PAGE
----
If that strategy requires little or no effort on our part, so much the better. In contrast to the scoring system utilized in diving competitions, you are awarded no points in business endeavors for “degree of difficulty.” Furthermore, as Ronald Reagan cautioned: “It’s said that hard work never killed anyone, but I say why take the chance?”

如果我们不需要或只需很少的努力,那就更好了。与潜水比赛中使用的计分系统相比,您在艰苦程度方面的商业努力不会获得任何分数。此外,正如罗纳德·里根(Ronald Reagan)告诫的那样:据说辛勤工作从未杀死任何人,但我说为什么要抓住机会?

The Family Jewels and How We Increase Your Share of These Gems


On page A-1 we list Berkshire’s subsidiaries, a smorgasbord of businesses employing 360,000 at yearend. You can read much more about these controlled operations in the 10-K that fills the back part of this report. Our major positions in companies that we partly own and don’t control are listed on page 7 of this letter. That portfolio of businesses, too, is large and diverse.


Most of Berkshire’s value, however, resides in four businesses, three controlled and one in which we have only a 5.4% interest. All four are jewels.


The largest in value is our property/casualty insurance operation, which for 53 years has been the core of Berkshire. Our family of insurers is unique in the insurance field. So, too, is its manager, Ajit Jain, who joined Berkshire in 1986.

价值最大的是我们的财产/财产保险业务,该业务在53年以来一直是伯克希尔的核心业务。我们的保险公司家族在保险领域是独一无二的。它的经理Ajit Jain也是如此,他于1986年加入伯克希尔。

Overall, the insurance fleet operates with far more capital than is deployed by any of its competitors worldwide. That financial strength, coupled with the huge flow of cash Berkshire annually receives from its non-insurance businesses, allows our insurance companies to safely follow an equity-heavy investment strategy not feasible for the overwhelming majority of insurers. Those competitors, for both regulatory and credit-rating reasons, must focus on bonds.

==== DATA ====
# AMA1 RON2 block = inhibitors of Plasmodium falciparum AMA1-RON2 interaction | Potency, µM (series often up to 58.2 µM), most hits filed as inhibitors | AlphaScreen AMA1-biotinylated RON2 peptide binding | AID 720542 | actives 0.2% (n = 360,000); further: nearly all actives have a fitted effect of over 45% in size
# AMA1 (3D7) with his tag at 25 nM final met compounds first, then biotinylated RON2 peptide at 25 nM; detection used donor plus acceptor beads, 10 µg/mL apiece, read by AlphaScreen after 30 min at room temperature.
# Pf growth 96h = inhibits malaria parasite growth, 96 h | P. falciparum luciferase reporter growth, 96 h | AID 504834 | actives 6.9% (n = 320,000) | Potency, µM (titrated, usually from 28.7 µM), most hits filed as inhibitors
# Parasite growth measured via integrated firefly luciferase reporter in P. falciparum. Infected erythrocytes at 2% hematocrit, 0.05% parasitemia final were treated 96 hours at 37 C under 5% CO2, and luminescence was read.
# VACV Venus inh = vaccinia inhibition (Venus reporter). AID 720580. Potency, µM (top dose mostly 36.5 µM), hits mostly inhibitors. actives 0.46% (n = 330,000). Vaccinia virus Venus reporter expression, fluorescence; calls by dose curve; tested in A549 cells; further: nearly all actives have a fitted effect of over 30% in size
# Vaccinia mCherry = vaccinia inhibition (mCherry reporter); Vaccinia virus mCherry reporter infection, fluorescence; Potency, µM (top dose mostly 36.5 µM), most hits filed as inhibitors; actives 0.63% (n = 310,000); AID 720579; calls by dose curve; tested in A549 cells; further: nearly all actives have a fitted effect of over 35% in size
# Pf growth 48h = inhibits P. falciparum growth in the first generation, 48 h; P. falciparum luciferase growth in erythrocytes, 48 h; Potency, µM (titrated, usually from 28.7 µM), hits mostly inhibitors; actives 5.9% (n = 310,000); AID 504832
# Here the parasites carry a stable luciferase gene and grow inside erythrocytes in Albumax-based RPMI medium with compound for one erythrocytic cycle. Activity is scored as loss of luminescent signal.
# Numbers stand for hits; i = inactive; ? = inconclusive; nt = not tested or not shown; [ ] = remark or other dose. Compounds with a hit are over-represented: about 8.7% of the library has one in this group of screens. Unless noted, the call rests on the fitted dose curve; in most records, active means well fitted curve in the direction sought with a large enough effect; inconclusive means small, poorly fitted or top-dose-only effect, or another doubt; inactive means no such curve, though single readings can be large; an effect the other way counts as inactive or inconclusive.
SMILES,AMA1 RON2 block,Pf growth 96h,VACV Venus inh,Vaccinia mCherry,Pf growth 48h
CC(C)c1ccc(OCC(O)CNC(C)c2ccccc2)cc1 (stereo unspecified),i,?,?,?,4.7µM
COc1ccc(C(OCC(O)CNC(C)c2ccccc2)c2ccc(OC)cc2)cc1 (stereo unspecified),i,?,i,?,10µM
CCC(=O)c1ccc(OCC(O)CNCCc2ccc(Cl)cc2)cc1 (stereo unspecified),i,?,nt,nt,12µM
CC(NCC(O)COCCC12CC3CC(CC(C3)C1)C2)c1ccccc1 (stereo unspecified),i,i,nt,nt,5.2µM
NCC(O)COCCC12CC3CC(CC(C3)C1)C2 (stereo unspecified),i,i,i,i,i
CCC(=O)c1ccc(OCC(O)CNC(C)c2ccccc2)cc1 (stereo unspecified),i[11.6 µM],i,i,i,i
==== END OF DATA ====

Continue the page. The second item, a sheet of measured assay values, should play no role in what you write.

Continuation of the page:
And bonds are not the place to be these days. Can you believe that the income recently available from a 10-year U.S. Treasury bond – the yield was 0.93% at yearend – had fallen 94% from the 15.8% yield available in September 1981? In certain large and important countries, such as Germany and Japan, investors earn a negative return on trillions of dollars of sovereign debt. Fixed-income investors worldwide – whether pension funds, insurance companies or retirees – face a bleak future.


Some insurers, as well as other bond investors, may try to juice the pathetic returns now available by shifting their purchases to obligations backed by shaky borrowers. Risky loans, however, are not the answer to inadequate interest rates. Three decades ago, the once-mighty savings and loan industry destroyed itself, partly by ignoring that maxim.


Berkshire now enjoys $138 billion of insurance “float” – funds that do not belong to us, but are nevertheless ours to deploy, whether in bonds, stocks or cash equivalents such as U.S. Treasury bills. Float has some similarities to bank deposits: cash flows in and out daily to insurers, with the total they hold changing very little. The massive sum held by Berkshire is likely to remain near its present level for many years and, on a cumulative basis, has been costless to us. That happy result, of course, could change – but, over time, I like our odds.


I have repetitiously – some might say endlessly – explained our insurance operation in my annual letters to you. Therefore, I will this year ask new shareholders who wish to learn more about our insurance business and “float” to read the pertinent section of the 2019 report, reprinted on page A-2. It’s important that you understand the risks, as well as the opportunities, existing in our insurance activities.